Could BP's "Cure" be Killing Any Hope of a Gulf Coast Comeback?
It’s been over a month since President Obama and the EPA gave BP 24 hours to stop dumping the toxic oil dispersant Corexit into the Gulf of Mexico. The decision was first reported in the Washington Post immediately after Congress heard testimony from BP’s own executives and scientists confirming our worst fears. Not only is this highly toxic chemical relatively ineffective against this type of crude oil, but it was now adding more pollutants to the already poisoned waters.
Numerous independent scientists have come forward to say that Corexit is really only good for public relations. This carcinogenic, mutagenic, and highly toxic chemical does break up the oil into small somewhat transparent ripples and droplets that are more visually acceptable than images of giant black tides drowning wildlife and covering beaches. What the cameras don’t see is the long term damage to delicate ecosystems that are now struggling to escape toxic tides of chemicals. According to environmental engineer Joe Taylor the sulfur and sulfuric acid based dispersant will also deplete oxygen levels under the water, killing plankton and everything above plankton in the food chain. This is not new information. Corexit has been banned for years in the UK because of the long and short-term damage to wildlife and ecosystems. The world was first introduced to Corexit in 1989 when it was used in the Exxon Valdez spill. Images of the workers during that spill spraying the chemical in hazmat suits should have been our first clue something wasn’t quit right with this chemical.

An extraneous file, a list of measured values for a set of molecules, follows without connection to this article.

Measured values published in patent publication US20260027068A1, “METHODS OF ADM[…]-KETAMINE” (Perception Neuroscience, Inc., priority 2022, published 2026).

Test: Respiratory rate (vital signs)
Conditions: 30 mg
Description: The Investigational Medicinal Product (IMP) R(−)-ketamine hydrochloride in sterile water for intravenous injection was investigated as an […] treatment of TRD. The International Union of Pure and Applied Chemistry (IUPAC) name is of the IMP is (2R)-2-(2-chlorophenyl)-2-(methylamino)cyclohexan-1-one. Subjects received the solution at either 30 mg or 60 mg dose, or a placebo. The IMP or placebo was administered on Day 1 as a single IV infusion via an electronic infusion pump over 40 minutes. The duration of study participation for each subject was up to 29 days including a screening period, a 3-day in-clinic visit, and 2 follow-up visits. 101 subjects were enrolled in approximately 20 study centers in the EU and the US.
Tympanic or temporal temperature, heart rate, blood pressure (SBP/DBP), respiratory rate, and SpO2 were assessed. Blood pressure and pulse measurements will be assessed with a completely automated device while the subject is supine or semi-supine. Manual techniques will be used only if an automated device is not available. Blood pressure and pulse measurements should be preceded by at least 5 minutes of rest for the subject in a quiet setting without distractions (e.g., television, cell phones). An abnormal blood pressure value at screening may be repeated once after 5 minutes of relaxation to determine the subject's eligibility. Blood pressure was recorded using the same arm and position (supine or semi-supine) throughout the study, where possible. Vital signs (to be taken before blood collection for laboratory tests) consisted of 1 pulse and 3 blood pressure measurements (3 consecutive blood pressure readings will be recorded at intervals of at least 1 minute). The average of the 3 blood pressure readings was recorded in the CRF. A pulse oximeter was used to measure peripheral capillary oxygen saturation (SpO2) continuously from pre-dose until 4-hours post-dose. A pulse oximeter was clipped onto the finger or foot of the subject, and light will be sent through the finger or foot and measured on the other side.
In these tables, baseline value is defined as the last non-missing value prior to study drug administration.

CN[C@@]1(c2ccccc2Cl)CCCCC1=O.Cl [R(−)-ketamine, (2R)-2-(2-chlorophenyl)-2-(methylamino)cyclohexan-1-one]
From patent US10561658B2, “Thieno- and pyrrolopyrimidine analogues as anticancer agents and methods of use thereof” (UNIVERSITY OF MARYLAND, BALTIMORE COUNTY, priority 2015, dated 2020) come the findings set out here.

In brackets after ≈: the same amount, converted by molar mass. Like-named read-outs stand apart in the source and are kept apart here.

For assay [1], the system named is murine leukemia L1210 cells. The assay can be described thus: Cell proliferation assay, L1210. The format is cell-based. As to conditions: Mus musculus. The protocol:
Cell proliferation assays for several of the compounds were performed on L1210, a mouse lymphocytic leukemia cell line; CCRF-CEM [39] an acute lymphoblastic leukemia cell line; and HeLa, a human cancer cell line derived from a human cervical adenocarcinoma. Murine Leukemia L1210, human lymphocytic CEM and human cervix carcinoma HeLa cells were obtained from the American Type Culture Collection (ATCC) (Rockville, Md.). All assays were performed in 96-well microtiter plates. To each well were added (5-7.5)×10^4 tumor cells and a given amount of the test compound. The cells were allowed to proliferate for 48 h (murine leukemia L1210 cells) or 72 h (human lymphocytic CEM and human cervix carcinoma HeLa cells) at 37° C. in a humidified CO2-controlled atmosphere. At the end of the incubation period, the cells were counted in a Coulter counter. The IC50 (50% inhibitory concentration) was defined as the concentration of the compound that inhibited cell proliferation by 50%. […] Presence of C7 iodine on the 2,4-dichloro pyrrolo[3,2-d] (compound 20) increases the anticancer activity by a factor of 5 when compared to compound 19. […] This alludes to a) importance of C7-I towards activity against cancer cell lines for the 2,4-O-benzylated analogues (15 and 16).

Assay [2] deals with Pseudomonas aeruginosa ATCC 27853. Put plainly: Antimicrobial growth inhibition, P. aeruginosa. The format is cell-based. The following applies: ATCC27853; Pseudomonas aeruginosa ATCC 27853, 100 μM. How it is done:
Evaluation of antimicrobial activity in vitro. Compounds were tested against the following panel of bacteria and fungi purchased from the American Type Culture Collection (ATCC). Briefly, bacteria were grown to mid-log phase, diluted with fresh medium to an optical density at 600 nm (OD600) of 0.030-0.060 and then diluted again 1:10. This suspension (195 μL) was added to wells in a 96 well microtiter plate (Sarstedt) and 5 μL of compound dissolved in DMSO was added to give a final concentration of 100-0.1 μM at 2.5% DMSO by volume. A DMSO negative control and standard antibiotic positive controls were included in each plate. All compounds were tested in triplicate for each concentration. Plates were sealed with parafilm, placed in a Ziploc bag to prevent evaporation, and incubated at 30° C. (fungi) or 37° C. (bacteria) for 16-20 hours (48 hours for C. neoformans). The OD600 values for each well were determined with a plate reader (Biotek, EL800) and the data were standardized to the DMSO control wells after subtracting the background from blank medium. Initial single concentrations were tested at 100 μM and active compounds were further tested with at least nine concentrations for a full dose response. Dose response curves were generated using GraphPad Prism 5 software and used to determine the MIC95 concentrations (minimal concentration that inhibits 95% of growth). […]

So – why at the time of this decision had BP already sprayed over 600,000 gallons of Corexit on the surface of the Gulf with another 55,000 injected directly into the oil pouring out of the ocean floor? And why, one month later, have they been allowed to dump even more? It is estimated that more than 1.4 million gallons have already been used.